Don't expect all the answers in the body of this blogpost by the way. That's the point of blogging (something I've been doing way too little of recently). So, I'm reminding myself: It's a conversation starter - an opportunity to think out-loud (and have others join in - that's your role).

Transformer. Wouldn't be complete without Perfect Day...
What makes Amazon special?
Amazon's ambition is to become the most customer-centric business on earth which means eveything they do is focused on better serving the customer. And what we mean by that is that they are driven by a desire to provide an ever more excellent customer experience.

Note - this is not just about how they respond when things go wrong; it is about knowing enough about you that mistakes aren't made in the first place. No one wants great customer service, they want great customer experiences.

In previous posts and discussions I have talked about the top down and bottom up creation of trust (trust defined as knowing that the other party has your best interests at heart).

The bottom-up version is illustrated by moments of over delivery against expectation, delivered by real live humans: The guy in the Disney store who takes back the obviously dropped and broken salt and pepper shaker with the words "Gee, I'm sorry, I didn't wrap that well enough"; The bespoke booking service a car rental company delivers in response to expressed need on twitter. These are the moments that wow us and inspire us to become advocates to our peers (the most powerful marketing there is|).

Amazon delivers its wow at scale by knowing us. That's the data. That's delivered by systems of Enterprise Data Management (EDM) and Customer Relationship Management (CRM). But crucially it required Amazon to be customer-led in all its business processes (and management thereof - BPM) to deliver the experience so many now aspire to.

I say customer-led because 'centricity' implies they want to do something to the customer, led means they work in partnership with the customer, and that is the real key to building trust. Partners have each other's best interests at heart.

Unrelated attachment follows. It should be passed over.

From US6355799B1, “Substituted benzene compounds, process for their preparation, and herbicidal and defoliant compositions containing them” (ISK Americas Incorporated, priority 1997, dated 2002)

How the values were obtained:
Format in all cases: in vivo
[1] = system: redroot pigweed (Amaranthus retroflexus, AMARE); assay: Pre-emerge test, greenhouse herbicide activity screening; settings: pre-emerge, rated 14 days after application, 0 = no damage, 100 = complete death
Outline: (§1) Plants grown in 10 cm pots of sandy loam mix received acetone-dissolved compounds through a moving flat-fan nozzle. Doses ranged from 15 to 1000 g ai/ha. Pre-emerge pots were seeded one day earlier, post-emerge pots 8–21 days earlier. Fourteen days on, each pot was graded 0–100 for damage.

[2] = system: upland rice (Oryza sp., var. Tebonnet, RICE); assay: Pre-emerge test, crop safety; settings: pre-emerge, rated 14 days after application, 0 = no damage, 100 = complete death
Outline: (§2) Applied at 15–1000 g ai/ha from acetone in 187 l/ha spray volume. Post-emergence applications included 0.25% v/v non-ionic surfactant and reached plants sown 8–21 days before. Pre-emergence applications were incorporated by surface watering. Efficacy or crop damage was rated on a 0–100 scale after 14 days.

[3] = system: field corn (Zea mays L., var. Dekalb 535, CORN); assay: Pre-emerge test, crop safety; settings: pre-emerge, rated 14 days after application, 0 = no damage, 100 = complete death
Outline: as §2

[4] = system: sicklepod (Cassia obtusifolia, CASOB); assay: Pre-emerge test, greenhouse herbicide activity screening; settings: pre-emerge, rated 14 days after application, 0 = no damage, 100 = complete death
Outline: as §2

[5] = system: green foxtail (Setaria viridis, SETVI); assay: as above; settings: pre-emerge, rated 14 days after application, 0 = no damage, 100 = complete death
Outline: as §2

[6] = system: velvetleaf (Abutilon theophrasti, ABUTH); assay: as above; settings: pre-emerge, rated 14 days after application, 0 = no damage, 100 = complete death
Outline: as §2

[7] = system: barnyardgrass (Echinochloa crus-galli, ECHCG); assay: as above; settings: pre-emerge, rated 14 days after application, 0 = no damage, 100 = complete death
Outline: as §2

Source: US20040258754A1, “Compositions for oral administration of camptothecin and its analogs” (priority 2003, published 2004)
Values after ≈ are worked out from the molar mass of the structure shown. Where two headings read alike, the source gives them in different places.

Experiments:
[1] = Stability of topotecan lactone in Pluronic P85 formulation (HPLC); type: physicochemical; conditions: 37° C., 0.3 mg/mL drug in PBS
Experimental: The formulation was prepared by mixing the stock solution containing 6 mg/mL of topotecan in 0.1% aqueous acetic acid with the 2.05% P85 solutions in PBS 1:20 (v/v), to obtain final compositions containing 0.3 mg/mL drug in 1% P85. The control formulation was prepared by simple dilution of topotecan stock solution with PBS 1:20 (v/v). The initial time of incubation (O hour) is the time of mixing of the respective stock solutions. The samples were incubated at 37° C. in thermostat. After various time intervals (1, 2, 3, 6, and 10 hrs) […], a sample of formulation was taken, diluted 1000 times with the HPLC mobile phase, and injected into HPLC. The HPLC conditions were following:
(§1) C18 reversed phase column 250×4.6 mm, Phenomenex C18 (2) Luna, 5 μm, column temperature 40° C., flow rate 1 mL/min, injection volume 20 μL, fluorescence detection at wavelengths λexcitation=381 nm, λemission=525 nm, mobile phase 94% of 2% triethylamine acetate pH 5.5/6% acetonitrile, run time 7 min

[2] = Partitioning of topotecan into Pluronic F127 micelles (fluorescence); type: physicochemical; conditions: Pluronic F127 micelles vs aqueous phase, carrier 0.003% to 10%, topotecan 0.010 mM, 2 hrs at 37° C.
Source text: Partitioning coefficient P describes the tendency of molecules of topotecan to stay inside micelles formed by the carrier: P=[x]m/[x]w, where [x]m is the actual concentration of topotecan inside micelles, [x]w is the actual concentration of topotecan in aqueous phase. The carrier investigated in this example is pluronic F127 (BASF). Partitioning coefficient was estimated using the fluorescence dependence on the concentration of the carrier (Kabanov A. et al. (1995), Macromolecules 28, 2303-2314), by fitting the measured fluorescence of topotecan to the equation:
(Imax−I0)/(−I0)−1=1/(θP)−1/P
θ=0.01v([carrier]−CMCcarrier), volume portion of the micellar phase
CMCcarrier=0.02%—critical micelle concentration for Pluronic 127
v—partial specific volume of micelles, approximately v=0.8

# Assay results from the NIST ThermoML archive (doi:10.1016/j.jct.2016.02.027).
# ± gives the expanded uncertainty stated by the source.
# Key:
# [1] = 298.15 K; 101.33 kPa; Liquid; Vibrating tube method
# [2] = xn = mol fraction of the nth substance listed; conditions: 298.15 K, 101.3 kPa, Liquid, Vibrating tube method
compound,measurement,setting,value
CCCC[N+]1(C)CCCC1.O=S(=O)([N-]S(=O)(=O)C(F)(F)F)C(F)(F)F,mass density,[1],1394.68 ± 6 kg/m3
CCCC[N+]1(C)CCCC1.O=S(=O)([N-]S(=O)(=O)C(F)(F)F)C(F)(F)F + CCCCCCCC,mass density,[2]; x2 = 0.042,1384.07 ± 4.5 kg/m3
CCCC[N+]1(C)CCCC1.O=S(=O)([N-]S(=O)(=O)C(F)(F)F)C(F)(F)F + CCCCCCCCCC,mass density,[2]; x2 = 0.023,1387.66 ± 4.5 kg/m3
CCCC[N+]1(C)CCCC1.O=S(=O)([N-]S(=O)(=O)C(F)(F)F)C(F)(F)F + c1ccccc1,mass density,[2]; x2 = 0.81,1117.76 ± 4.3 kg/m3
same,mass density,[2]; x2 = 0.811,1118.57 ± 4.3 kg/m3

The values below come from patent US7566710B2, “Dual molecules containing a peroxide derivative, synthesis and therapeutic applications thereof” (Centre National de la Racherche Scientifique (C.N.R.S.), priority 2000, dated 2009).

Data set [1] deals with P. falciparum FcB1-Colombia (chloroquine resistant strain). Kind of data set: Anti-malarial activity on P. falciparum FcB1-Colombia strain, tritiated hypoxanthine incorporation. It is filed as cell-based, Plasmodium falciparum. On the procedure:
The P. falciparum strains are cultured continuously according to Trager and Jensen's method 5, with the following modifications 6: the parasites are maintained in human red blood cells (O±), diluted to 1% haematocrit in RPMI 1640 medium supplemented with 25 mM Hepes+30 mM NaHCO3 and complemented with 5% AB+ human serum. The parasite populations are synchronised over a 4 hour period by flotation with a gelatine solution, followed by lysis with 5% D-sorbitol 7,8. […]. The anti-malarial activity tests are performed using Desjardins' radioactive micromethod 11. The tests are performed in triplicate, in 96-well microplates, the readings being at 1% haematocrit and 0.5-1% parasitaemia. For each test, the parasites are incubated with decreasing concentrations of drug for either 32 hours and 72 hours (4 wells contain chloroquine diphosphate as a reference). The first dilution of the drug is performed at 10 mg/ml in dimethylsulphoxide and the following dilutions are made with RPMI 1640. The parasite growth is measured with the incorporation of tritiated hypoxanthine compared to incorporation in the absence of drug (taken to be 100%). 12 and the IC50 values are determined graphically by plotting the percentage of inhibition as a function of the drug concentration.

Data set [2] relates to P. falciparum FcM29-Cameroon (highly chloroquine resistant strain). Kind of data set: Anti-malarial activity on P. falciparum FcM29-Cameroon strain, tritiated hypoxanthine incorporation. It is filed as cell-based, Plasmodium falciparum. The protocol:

It's not just about the data (not even just the social data), it's not just about the CRM, it's not just about the EDM. It's not even just about the BPM. And this, I think, is critical for our understanding: A business that wants the advantages of Amazonsation (the almost psychic ability to match supply with demand, to anticipate need, to build a relationship of trust with its customers, to populate the world with wow-moment stories) requires a piece of big picture, vision-led thinking.
Of course firms need help to work out how best to fix the problems they have. But they don't just want a repair. They want to be taken to the next level - beyond what the best delivers today. That's just hygiene in a world operating at the pace we see around us. So if you find yourself moving to solutions; listing out the tactics to deploy, pause and ask if you've spent enough time working out if this is the right problem to solve.
Those of us engaged in trying to build a better future know that this is not just to fix the problems we see around us now, it is also to provide a vision of what's that better future looks like.
No senior exec buys a CRM program or invests in BPM. They buy a better company. They care more what that better company looks like than about the tactical and technical tools you will use to deliver it.
So assuming we can take all that as read it seems to me we should be spendng more time helping create visions of the perfect customer (or other stakeholder) experience, their perfect day, and only then starting work on the tools and processes which take us there.

FasterFuture.blogspot.com

The rate of change is so rapid it's difficult for one person to keep up to speed. Let's pool our thoughts, share our reactions and, who knows, even reach some shared conclusions worth arriving at?